Sri Lankan plantation workers must oppose wage struggle betrayal
M. Thevarajah—Socialist Equality Party election candidate and group leader for the Nuwara Eliya district
24 July 2015
The Socialist Equality Party (SEP) calls on all plantation workers to oppose the trade unions’ betrayal of the “go-slow” campaign for a 1,000-rupee daily wage, and demand the dropping of all charges against, and the immediate release of, seven workers from Ingestre Estate. The Ingestre Estate workers at Dickoya, Hatton were arrested after the Ceylon Workers Congress (CWC) bureaucracy called off the “go-slow” on July 16.
The CWC, which is led by tea planter, former government minister and Nuwara Eliya MP Arumugam Thondaman, stopped the 10-day long wage campaign not because tea estate workers were reluctant to fight, but precisely for the opposite reason. The CWC cynically declared that the campaign had to end because of the approaching August 17 parliamentary elections and claimed it would hold discussions with employers after the national ballot. This is a lie.
The CWC and the other estate unions—the Lanka Jathika Estate Workers Union (LJEWU), the National Union of Workers (NUW) and the Up Country People’s Front (UPF)—are variously aligned with Sri Lanka’s bourgeois parties. All these unions are running candidates in the election. They seek seats in parliament, not to serve the interests of their members or challenge the profit system but to win privileges and gain ministerial positions.
The LJEWU, the NUW and the UPF are directly connected with the United National Party government and opposed the go-slow from the outset. NUW leader P. Digamparam is the minister for estate infrastructure, whilst LJEWU president K.V. Velautham is the state minister of plantations. Both openly campaigned against the go-slow.
The CWC, in fact, initiated the limited industrial campaign to dissipate the rising anger of union members over their poverty-level wages and degrading living conditions. Its purpose was to prevent a major confrontation with the plantation companies and the government.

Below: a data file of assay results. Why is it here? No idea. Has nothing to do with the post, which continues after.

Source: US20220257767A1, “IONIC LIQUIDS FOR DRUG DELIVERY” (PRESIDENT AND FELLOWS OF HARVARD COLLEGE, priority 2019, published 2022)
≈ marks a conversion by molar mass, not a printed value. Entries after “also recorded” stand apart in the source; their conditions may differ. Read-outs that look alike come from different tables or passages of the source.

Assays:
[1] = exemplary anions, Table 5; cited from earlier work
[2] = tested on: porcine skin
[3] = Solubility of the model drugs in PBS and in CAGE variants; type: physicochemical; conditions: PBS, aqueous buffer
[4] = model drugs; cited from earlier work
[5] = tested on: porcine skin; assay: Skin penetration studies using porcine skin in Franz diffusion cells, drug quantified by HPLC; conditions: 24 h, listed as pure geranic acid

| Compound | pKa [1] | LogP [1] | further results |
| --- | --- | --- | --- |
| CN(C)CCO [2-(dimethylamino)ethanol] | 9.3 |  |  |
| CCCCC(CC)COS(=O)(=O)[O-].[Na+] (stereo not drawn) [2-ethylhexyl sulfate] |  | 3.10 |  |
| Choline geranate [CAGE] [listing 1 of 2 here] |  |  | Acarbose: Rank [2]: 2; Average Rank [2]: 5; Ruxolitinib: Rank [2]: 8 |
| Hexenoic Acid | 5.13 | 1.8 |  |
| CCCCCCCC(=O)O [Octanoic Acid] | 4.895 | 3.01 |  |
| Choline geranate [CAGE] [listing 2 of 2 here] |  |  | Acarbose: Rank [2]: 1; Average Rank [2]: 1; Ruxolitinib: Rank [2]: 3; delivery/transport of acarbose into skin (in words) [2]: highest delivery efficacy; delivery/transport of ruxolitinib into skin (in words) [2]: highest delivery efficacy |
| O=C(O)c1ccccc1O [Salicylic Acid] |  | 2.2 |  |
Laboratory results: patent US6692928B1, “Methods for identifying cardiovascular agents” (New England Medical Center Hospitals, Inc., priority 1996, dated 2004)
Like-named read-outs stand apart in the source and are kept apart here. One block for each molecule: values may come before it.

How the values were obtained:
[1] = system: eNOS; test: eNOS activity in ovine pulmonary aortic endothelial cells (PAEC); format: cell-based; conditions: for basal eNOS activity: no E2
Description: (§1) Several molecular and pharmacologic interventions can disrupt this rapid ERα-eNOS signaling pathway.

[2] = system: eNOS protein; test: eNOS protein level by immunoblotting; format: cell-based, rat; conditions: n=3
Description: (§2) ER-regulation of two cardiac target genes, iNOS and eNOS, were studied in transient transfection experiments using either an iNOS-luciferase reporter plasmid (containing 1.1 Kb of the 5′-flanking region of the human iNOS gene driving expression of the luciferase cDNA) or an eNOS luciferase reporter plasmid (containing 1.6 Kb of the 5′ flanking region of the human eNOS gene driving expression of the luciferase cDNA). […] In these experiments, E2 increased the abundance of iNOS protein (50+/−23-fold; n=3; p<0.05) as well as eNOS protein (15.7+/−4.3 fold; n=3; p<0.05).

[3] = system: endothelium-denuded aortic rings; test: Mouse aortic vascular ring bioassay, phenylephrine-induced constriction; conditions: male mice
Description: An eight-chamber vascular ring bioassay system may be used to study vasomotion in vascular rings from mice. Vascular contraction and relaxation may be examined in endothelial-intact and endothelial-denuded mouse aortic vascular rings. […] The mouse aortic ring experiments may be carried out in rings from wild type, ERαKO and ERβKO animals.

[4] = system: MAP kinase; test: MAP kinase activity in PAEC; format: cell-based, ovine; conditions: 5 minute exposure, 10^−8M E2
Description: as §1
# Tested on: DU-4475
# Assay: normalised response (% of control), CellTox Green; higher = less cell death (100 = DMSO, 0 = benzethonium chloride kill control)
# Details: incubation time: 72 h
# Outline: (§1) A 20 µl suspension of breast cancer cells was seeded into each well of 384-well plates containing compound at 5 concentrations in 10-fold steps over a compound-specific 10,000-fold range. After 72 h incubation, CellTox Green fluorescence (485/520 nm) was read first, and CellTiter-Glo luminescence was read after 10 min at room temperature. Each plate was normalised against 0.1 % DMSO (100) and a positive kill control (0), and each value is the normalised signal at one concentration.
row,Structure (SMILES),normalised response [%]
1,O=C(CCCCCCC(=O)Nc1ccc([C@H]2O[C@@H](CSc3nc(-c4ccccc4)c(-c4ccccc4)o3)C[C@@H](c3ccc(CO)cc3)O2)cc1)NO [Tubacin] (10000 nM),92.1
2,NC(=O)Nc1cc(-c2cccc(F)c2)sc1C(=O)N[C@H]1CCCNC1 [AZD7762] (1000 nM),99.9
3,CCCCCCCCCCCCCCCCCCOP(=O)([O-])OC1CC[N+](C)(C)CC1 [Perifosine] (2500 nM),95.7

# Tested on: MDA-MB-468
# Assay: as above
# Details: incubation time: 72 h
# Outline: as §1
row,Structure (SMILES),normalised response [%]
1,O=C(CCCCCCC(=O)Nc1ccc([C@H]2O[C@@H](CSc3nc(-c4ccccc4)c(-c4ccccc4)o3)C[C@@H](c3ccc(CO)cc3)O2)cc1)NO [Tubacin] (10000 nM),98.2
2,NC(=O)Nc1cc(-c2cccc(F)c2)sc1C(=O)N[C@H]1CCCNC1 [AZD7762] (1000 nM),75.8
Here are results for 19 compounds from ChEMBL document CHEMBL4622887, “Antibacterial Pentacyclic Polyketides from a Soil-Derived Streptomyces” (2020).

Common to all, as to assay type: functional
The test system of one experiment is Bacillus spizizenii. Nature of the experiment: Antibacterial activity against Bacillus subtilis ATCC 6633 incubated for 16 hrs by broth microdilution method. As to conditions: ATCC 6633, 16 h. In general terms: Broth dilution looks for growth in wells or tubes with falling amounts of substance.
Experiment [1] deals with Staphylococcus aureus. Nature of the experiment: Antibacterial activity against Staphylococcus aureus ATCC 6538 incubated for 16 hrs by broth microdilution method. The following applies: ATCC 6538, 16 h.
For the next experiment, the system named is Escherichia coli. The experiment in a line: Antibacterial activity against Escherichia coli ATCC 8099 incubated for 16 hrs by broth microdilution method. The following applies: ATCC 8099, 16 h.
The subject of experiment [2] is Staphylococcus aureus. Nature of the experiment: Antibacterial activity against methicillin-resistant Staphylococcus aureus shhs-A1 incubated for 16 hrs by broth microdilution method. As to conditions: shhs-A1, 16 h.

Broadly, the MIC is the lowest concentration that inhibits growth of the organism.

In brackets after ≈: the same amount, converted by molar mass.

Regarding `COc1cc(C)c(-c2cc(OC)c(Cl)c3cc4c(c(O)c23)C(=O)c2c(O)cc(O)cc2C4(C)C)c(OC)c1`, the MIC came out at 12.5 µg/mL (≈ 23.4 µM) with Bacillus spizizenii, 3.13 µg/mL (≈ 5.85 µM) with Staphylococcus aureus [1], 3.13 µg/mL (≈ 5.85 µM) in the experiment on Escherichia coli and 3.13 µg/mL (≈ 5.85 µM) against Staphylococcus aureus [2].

Ingestre Estate employees, however, maintained the industrial action while plantation workers at Agrapatana, Norwood, Bogawanthalawa and Kandy in the central hills held protests demanding the campaign continue. The Agrapatana workers carried a banner saying: “Don’t use the election as a pretext. We want a decent salary increase.”
The immediate consequence of the CWC betrayal was the arrest of seven Ingestre Estate workers on bogus charges of “threatening an estate manager.” The Ingestre Estate workers were framed-up because they defied the CWC’s July 16 directive. When estate management refused to accept plucked tea on July 20, the workers dumped the leaves near the manager’s bungalow in protest.
After management responded by calling the police, estate workers prevented any arrests. The next day, management told the seven workers to report to Norwood police, assuring them that they would not be arrested. The workers were taken into custody at the police station, arrested for threatening management and remanded for seven days. They could face criminal charges.